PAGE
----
range finder with extraordinary coolness, and so made possible the shot by
which the ship was saved. Just
when things were looking blackest the clouds broke.
The Arethusa, out of the eight guns with which she began the fight,
was now able to use only one, the whole of the others having been put out
of action. That alone is
sufficient evidence of the gallant way in which she stood up to her
superior opponents. The
Germans, however, were of a different calibre, for just at this point,
when a little dash on the part of the enemy would have brought the
Arethusa’s career to a sudden, if glorious end, one of our 6-nch shells
struck the German cruiser’s bridge at the base of the foremast and
In sharp contrast to the British ship’s behaviour under far worse
damage, the German immediately swung round and made away at full speed
towards Heligoland, throwing up the sponge at the first hard knock! Had the Arethusa been able, she would have gone in chase; but
her machinery was in urgent need of attention, while a little breathing
space was to get the damaged guns into fighting order again. Therefore, she pulled out of the fight-and by ten o’clock
was steaming back into it. Two
of her 4-inch guns were permanently destroyed; along her sides were holes
and dents marking the impact of the enemy’s shells; and her engineers
down below had to nurse the boilers and turbines carefully to get even
half her nominal speed. She
proceeded to join up with the Fearless and the destroyers, when, at about
eleven o’clock, a large four funnelled German cruiser hove in sight and
opened a heavy fire. She was
driven off-but only to reappear again.
In the meantime, he lighter cruisers continued to tackle the
German, and this time they were ore fortunate, for Commodore Tyrwhitt
related in his official report that the fire to which the Arethusa was
subjected from her was “very severe almost accurate.”
However, it was not so very far astray, for although the British
ship was not struck once in this part of the fight, many of the enemy’s
salvoes fell only from ten to thirty yards short.
The men on the Arethusa and Fearless were, in spite of their
experiences, as fresh and cool as ever, and the German withdrew after a
few shells had got home on her.
The Arethusa’s breathing space was again short, however, for
still more German cruisers were coming up to take the place that had been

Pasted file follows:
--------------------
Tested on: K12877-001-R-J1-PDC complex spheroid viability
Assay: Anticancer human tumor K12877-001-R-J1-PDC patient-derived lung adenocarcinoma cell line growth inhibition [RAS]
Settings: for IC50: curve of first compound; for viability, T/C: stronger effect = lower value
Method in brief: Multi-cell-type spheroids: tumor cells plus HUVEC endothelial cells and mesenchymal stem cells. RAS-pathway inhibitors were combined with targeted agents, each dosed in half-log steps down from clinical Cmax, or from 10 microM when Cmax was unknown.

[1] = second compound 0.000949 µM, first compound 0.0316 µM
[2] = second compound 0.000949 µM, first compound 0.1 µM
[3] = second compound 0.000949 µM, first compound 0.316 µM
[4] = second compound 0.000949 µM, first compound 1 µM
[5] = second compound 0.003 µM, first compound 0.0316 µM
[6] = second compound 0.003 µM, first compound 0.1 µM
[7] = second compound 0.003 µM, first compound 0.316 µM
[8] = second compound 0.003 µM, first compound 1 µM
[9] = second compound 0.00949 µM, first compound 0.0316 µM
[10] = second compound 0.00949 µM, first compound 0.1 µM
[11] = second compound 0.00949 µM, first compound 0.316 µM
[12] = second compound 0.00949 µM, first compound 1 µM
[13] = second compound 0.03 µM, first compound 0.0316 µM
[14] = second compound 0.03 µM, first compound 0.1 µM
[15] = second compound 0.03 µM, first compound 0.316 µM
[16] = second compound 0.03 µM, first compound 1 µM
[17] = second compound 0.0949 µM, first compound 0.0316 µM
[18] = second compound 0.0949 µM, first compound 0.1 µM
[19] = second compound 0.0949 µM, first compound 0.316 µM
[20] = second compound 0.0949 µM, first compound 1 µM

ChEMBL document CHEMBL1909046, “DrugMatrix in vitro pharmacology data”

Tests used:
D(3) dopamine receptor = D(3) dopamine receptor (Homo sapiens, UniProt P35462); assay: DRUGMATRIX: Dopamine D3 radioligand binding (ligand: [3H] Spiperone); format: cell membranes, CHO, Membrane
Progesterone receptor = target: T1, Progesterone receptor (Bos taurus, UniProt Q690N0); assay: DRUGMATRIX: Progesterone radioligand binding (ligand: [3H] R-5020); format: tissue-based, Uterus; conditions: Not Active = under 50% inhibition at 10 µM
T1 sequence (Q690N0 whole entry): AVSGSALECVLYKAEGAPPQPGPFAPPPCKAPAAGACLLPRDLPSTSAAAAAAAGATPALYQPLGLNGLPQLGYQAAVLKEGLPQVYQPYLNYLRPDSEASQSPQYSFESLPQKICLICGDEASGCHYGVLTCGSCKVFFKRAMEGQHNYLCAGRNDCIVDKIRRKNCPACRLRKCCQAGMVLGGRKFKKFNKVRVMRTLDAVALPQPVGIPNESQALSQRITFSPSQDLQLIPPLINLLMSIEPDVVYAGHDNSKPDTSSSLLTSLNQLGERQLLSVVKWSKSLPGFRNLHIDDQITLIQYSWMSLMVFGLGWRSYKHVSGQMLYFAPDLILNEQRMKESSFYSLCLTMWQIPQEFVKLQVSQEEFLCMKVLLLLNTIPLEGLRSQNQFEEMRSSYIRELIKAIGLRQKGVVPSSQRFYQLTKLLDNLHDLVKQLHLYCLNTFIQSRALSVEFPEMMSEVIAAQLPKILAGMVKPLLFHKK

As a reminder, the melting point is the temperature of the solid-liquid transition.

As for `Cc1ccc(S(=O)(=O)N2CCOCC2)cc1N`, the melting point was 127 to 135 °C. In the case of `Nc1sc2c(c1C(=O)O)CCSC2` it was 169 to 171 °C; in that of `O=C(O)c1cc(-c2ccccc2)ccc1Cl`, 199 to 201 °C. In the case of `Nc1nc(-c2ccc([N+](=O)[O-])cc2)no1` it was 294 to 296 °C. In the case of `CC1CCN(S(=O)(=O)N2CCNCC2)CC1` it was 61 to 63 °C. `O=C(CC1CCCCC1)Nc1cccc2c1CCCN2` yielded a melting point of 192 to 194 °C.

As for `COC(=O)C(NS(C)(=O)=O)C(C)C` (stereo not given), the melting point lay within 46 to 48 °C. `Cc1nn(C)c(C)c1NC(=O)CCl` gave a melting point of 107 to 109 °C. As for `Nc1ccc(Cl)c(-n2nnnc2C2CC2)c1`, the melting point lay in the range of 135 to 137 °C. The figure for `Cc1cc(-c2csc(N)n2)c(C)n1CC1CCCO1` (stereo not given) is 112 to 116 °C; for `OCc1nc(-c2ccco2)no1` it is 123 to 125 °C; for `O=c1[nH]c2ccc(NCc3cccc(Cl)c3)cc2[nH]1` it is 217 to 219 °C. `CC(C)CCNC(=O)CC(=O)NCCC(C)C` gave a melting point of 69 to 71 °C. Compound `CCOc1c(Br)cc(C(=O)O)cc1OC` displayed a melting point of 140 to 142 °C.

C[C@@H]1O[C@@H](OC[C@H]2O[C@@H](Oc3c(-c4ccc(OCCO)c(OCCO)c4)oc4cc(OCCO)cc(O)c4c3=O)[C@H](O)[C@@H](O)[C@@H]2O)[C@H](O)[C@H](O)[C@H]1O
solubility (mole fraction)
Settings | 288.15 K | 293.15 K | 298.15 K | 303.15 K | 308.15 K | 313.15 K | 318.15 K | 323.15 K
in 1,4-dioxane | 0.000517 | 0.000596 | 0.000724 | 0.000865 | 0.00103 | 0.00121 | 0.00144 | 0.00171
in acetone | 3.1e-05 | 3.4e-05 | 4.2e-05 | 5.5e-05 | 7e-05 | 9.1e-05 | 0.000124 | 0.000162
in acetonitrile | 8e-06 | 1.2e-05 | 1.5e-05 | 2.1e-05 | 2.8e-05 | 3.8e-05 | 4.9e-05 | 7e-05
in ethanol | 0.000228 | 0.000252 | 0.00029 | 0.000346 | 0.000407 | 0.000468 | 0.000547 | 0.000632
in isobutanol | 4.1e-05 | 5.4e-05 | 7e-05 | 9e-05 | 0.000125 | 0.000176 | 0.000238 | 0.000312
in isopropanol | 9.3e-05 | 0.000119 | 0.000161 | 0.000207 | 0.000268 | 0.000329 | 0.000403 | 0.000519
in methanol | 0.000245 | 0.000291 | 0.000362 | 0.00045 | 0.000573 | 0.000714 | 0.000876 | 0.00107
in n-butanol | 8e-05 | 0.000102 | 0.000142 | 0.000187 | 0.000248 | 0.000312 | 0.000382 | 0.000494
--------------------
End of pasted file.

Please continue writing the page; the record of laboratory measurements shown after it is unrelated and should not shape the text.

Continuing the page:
driven away. But the
newcomers were steaming straight into a trap.
The leading German vessel, the Mainz, came up and engaged the
Fearless and the Arethusa. Hardly
had the action begun than the first of our reinforcements appeared on the
scene in the shape of the First Light Cruiser Squadron, led by Commodore
W. E. Goodenough in the Southampton.
These ships, like the Germans, were fresh; and they got to work
with such a will that when Beatty came along his battle cruisers a short
time after, all he needed to report of the incident was: “The Light
Cruiser Squadron was observed to be engaging an enemy ship ahead.
They appeared to have her beat.”
With the arrival of her big sisters on the scene-before whom three
German cruisers were sent to the bottom, while the remainder made off as
quickly as they could-the Arethusa’s work was done.
Bearing the scars of war thick upon her, she set out from home
under her two steam, and for some time she managed all right, though only
at six knots instead of her nominal thirty.
By nine o’clock, however, it had become impossible for her to
precede any further without assistance, and, under exceedingly difficult
conditions, owing to the pitch darkness that prevailed, the armoured
cruiser Hougue skilfully got out a hawser and took her in tow.
So the lamed light cruiser was taken back to port, whence she had
come but a few hours before on her maiden voyage.
She had sunk no enemy ship; but she had done better than that.
In order to protect her brood of destroyers, she had stood her
ground against odds, which were heavy to begin with, and which increased
as one another of her guns was put out of action.
Thirty shells had struck her on or near the water line, and some
had actually left their fragments sticking in her thin armour plate.
Eleven of her officers and men had been killed, and more injured;
but the intrepidity with which she was handled by officers and men alike
added lustre to a name already famous in our naval annals.
The destroyers too had done no less well but that is another story.
Commodore Tyrwhitt, for his services, was made a C.B., while
Captain W. F. Blunt, of the Fearless, was appointed to the D.S.O.
Sub-Lieutenant Clive Robinson was specially promoted to lieutenant,
while Gunner James Godfrey, who had been in charge of the torpedo tubes
(which were all put out of action), was awarded the D.S.C. Later on in further recognition of his services, he was
awarded a commission as lieutenant.